Nutrition for Man’s Best Friend: Home Cooking For Your Dog By Dr. Deborah Shores

Photo by: aussiegall
It’s officially 2014, time for resolutions, goals, and plans. Your resolutions may include eating healthier, learning to cook more nourishing food, or spending more time with your family. You may be planning to start a new diet, one full of whole foods, by choosing to cook at home with fresh, local and seasonal ingredients. Although you may have planned this diet for yourself and your family, did you think about including your pets in your nutritional goals? If you haven’t, consider it. An overwhelming majority of pets are fed a commercial diet, purchased from the local pet or grocery store, yet very few of these foods are species-appropriate for your dog. In fact, many commercial diets contain ingredients that can be detrimental to your dog’s health and wellbeing. 

Food is body fuel and you or your dog cannot exist without it. The strength of your dog’s immune system, his resistance to disease and illness, and his overall wellbeing depend on diet. Although commercial pet food is convenient, it provides only a fixed formula without any variety and as seen with recent recalls, may be contaminated with bacteria or toxins.(1) 
Food is body fuel and you or your dog cannot exist without it. The strength of your dog’s immune system, his resistance to disease and illness, and his overall wellbeing depend on diet. Although commercial pet food is convenient, it provides only a fixed formula without any variety and as seen with recent recalls, may be contaminated with bacteria or toxins.(1) 

Many commercial pet foods also contain additives and preventatives for extended shelf-life. Some use artificial flavors, colors, and flavor enhancers to make the food more desirable to your canine.  

A huge benefit of feeding a homemade diet is the fact that you have complete control over what your dog consumes. Unless a commercial pet food specifically says that it is made with human-grade, whole-food ingredients, it is made with rendered meat (remember “pink slime”?) — which is meat that has been stripped from the bone and can include connective tissue.  I appreciate that every part of a meat animal is used for something instead of being wasted, but rendered meat has higher bacterial levels, potentially containing dangerous Salmonella. This meat has to be treated with chemicals, such as ammonia, to be considered “safe.”(2)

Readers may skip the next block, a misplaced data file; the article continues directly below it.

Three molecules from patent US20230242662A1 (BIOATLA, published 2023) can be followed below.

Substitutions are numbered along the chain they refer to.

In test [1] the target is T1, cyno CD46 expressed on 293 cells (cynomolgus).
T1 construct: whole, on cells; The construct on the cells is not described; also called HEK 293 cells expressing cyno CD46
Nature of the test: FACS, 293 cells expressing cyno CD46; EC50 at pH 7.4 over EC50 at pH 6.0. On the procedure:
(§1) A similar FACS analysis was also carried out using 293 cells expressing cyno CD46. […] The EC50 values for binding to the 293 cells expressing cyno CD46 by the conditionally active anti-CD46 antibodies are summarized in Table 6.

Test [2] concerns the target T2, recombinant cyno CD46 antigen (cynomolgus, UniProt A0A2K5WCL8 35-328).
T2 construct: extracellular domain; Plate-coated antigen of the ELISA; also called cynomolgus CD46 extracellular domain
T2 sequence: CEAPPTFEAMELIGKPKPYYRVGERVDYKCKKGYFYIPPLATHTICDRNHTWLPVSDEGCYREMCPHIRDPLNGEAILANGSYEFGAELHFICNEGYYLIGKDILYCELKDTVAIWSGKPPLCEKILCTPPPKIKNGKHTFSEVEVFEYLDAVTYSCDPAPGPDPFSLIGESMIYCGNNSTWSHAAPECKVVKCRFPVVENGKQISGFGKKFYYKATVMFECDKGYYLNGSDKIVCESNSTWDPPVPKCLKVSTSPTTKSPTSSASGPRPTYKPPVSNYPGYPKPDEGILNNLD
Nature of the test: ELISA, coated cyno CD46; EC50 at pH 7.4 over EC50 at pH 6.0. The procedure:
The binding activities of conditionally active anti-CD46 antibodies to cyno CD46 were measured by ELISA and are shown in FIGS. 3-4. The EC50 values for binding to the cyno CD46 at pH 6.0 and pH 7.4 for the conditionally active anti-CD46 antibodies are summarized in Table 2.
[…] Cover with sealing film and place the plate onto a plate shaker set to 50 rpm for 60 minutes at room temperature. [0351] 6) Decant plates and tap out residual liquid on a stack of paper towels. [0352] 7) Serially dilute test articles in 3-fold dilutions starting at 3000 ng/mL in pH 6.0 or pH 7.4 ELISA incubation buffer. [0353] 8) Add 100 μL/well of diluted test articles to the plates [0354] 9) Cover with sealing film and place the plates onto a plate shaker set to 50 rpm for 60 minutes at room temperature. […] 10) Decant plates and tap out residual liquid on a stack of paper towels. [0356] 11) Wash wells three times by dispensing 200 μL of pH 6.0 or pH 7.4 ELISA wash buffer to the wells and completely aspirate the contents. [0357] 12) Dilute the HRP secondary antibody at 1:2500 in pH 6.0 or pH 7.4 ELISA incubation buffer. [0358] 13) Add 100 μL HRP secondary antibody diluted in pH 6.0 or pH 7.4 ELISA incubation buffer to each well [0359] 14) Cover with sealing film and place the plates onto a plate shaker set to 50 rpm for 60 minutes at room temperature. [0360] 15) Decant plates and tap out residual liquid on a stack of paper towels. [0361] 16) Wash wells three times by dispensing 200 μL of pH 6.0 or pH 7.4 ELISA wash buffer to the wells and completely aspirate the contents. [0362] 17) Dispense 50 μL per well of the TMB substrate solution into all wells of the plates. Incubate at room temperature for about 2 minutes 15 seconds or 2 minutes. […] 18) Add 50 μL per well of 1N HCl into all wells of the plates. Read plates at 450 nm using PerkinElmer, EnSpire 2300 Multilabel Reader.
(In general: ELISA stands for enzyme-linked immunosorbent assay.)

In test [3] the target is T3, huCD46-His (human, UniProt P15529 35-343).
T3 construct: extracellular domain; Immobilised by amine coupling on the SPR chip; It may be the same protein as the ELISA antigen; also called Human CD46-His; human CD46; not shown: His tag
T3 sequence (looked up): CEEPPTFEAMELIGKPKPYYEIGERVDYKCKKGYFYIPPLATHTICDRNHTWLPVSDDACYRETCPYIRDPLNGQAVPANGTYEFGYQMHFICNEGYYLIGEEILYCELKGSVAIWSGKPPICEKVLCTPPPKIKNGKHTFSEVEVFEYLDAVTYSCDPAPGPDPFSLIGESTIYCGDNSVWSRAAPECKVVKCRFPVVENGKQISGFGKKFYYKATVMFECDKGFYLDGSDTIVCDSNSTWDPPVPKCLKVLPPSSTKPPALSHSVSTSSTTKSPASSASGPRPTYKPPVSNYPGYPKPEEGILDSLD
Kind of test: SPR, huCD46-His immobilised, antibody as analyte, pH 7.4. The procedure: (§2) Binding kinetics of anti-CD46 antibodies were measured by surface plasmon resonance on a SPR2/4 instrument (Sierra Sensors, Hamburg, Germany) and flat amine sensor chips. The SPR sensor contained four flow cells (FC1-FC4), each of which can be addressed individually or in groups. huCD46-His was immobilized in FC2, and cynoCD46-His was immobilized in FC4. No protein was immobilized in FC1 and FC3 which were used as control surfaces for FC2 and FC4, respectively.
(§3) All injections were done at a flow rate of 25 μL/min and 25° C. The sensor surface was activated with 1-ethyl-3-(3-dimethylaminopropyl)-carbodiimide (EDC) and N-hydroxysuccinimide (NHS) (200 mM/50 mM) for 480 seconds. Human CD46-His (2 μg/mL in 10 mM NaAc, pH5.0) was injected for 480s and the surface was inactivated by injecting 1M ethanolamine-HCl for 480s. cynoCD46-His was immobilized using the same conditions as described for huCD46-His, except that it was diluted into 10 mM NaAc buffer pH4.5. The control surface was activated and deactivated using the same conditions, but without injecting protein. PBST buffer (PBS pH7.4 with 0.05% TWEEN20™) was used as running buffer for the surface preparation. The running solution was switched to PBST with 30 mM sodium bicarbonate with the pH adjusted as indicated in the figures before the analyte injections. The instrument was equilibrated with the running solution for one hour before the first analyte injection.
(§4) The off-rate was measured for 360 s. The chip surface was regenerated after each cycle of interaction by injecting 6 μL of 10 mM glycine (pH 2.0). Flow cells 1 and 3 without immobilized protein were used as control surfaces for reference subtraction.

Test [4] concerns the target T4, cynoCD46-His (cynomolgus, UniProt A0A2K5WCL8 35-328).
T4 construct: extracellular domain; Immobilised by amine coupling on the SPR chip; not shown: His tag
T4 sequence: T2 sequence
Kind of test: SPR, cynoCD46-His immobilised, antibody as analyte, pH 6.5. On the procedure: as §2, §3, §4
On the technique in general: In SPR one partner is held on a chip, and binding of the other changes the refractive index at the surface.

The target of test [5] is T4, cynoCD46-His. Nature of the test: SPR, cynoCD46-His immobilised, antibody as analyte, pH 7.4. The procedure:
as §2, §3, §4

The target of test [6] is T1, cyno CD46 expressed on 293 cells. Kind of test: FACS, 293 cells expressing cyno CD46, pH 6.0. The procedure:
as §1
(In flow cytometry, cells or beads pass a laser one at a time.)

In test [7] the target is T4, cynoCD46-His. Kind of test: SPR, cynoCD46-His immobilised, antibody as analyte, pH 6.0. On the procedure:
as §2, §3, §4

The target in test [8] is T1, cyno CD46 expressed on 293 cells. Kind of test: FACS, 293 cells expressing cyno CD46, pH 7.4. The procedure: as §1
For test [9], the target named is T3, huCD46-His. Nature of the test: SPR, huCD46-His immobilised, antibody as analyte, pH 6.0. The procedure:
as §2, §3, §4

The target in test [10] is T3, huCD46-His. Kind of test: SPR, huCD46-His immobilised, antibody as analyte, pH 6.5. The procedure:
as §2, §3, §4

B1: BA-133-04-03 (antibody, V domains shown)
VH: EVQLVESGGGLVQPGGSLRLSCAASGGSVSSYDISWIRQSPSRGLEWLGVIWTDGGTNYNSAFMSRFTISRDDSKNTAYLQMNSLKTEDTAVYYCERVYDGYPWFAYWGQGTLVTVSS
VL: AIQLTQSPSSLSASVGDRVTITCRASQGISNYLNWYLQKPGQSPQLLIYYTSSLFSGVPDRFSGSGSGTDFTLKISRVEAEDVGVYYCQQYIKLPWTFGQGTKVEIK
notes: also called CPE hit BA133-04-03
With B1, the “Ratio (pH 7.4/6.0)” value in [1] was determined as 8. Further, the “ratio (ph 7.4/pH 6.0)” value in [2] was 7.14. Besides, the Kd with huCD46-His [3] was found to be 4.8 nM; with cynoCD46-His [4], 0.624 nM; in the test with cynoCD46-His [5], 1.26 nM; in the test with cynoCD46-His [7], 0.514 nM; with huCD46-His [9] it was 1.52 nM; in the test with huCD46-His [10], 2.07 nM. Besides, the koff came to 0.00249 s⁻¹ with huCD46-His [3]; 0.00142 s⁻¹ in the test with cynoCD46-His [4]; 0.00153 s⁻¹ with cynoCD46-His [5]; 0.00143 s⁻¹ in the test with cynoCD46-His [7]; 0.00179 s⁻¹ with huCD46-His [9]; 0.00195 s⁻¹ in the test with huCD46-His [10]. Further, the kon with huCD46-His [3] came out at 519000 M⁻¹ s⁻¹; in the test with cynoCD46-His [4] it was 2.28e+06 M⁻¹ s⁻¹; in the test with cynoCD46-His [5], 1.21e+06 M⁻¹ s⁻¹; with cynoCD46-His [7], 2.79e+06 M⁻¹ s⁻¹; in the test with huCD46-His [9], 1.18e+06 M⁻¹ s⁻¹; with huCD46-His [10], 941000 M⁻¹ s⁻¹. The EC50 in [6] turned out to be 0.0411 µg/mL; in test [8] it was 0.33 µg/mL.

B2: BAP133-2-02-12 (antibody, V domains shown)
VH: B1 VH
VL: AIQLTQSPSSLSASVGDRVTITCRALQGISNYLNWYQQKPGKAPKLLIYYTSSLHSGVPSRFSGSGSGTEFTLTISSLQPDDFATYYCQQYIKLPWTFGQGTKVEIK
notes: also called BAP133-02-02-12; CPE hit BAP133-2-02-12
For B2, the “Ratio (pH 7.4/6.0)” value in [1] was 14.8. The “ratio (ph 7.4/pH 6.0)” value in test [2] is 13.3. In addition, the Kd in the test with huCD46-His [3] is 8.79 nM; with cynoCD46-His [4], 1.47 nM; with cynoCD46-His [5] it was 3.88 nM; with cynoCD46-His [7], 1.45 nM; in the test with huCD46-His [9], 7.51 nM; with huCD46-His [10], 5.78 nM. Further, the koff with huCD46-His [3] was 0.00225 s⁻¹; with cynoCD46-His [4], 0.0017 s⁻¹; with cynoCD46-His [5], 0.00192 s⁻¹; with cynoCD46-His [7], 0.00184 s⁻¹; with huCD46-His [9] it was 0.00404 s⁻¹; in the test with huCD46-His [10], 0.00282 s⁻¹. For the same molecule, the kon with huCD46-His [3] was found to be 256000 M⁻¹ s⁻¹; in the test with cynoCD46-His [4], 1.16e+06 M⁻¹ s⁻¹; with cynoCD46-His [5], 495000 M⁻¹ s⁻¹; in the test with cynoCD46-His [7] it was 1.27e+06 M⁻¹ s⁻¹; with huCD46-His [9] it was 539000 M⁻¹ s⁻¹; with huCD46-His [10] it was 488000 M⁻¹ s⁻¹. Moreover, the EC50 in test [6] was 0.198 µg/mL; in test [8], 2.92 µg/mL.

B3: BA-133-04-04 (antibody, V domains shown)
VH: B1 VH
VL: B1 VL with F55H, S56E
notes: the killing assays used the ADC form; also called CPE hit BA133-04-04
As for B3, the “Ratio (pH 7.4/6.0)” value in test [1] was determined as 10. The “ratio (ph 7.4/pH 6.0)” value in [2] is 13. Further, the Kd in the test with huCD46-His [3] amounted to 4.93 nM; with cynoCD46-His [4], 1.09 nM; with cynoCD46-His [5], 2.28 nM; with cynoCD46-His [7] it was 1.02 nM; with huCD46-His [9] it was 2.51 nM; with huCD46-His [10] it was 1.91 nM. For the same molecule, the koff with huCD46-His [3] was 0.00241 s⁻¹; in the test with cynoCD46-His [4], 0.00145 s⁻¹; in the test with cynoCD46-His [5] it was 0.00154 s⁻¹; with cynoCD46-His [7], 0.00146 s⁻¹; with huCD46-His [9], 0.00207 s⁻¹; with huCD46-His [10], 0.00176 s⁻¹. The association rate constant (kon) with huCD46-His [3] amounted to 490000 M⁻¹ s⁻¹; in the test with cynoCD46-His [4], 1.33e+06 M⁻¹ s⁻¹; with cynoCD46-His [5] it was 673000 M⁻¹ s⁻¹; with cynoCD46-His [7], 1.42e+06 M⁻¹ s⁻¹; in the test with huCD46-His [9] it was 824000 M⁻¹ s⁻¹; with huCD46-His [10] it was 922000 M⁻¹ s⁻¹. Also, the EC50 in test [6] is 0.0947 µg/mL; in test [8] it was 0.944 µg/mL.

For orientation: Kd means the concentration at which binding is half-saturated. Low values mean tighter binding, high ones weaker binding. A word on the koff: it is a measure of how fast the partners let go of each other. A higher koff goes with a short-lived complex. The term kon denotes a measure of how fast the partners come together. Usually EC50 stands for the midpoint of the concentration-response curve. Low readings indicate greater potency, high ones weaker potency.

Because manufacturers are only required to list the amount of crude protein on the pet food label, they will include cheap sources of protein that aren’t usable by your dog’s body. The term “meat by-products” can be translated to mean poultry feathers, gristle, fecal waste, and horse hair.  Carbohydrates can also mean something much different than labeled. Examples of carbohydrates used in pet food can include sugar, high-fructose corn syrup, rice flour, beet sugar, and rancid or moldy grains. 

The lack of variety in commercial pet food is also worrying. Humans would be repulsed by the idea of eating a formulated food that contained every nutrient necessary day after day. Yet for our pets, we don’t question it. 

However, even though feeding a homemade diet sounds like the obvious option, it can be overwhelming and difficult, especially without help. If you have the opportunity, work with an experienced veterinary nutritionist who can help you formulate and adjust a diet according to your dog’s specific needs. If not, there are a variety of books and resources available on the internet. Be sure to only use recipes that have been formulated and tested by actual veterinary nutritionists. 

We recommend that you visit holistic vet Dr. Susan Wynn’s website (www.susanwynn.com). She has a free, complete and balanced recipe for adult dogs and cats.  Beware that many diets available online and in books don’t offer complete nutrition, so do research and determine what’s best for your dog. 

Preparing a homemade diet is a great step towards helping your dog be the healthier he/she can possibly be. If you have any questions, just ask in the “Ask The Vet” feature. Best of luck and Happy 2014!

Resources

(1)   Unsure if your pet’s food has been recalled? Check out an up-to-date list of pet food recalls, including dates and lot numbers: https://www.avma.org/news/issues/recalls-alerts/pages/pet-food-safety-recalls-alerts.aspx?fvalue=Dog
(2)   Flock, E.  April 5, 2012, Salmonella or Pink Slime? Consumers Don’t Have to Make a Choice. The Washington Post. http://www.washingtonpost.com/national/salmonella-or-pink-slime-consumers-dont-have-to-make-a-choice/2012/04/05/gIQA6y4fxS_story.html

About Dr. Deborah Shores

Dr. Deborah Shores is a graduate of the Mississippi State University College of Veterinary Medicine. She has many years of experience working in animal hospitals and clinics from Virginia to South Carolina, treating mainly dogs and cats. She has a special interest in nutrition and holistic veterinary medicine and plans to pursue an acupuncture certificate at the Chi Institute in Florida. She has two cats and recently lost her 8 year-old Australian Shepard to liver cancer. 

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